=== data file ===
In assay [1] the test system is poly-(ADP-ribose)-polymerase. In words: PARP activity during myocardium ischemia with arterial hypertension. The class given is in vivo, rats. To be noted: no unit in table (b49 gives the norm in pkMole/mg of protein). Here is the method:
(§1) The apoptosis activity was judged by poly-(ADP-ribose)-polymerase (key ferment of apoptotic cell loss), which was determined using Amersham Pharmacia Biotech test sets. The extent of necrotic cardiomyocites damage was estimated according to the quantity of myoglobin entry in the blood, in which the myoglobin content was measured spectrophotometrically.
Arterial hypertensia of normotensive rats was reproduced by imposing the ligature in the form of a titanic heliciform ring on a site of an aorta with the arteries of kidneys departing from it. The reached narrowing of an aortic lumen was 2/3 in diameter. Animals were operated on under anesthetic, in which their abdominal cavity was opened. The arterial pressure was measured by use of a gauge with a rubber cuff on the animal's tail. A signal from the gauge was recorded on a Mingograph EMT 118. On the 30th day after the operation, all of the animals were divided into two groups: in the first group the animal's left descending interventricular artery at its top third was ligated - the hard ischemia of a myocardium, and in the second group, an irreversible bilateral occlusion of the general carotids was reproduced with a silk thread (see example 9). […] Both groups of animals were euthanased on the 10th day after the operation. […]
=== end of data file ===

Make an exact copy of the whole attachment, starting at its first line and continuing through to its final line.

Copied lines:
In assay [1] the test system is poly-(ADP-ribose)-polymerase. In words: PARP activity during myocardium ischemia with arterial hypertension. The class given is in vivo, rats. To be noted: no unit in table (b49 gives the norm in pkMole/mg of protein). Here is the method:
(§1) The apoptosis activity was judged by poly-(ADP-ribose)-polymerase (key ferment of apoptotic cell loss), which was determined using Amersham Pharmacia Biotech test sets. The extent of necrotic cardiomyocites damage was estimated according to the quantity of myoglobin entry in the blood, in which the myoglobin content was measured spectrophotometrically.
Arterial hypertensia of normotensive rats was reproduced by imposing the ligature in the form of a titanic heliciform ring on a site of an aorta with the arteries of kidneys departing from it. The reached narrowing of an aortic lumen was 2/3 in diameter. Animals were operated on under anesthetic, in which their abdominal cavity was opened. The arterial pressure was measured by use of a gauge with a rubber cuff on the animal's tail. A signal from the gauge was recorded on a Mingograph EMT 118. On the 30th day after the operation, all of the animals were divided into two groups: in the first group the animal's left descending interventricular artery at its top third was ligated - the hard ischemia of a myocardium, and in the second group, an irreversible bilateral occlusion of the general carotids was reproduced with a silk thread (see example 9). […] Both groups of animals were euthanased on the 10th day after the operation. […]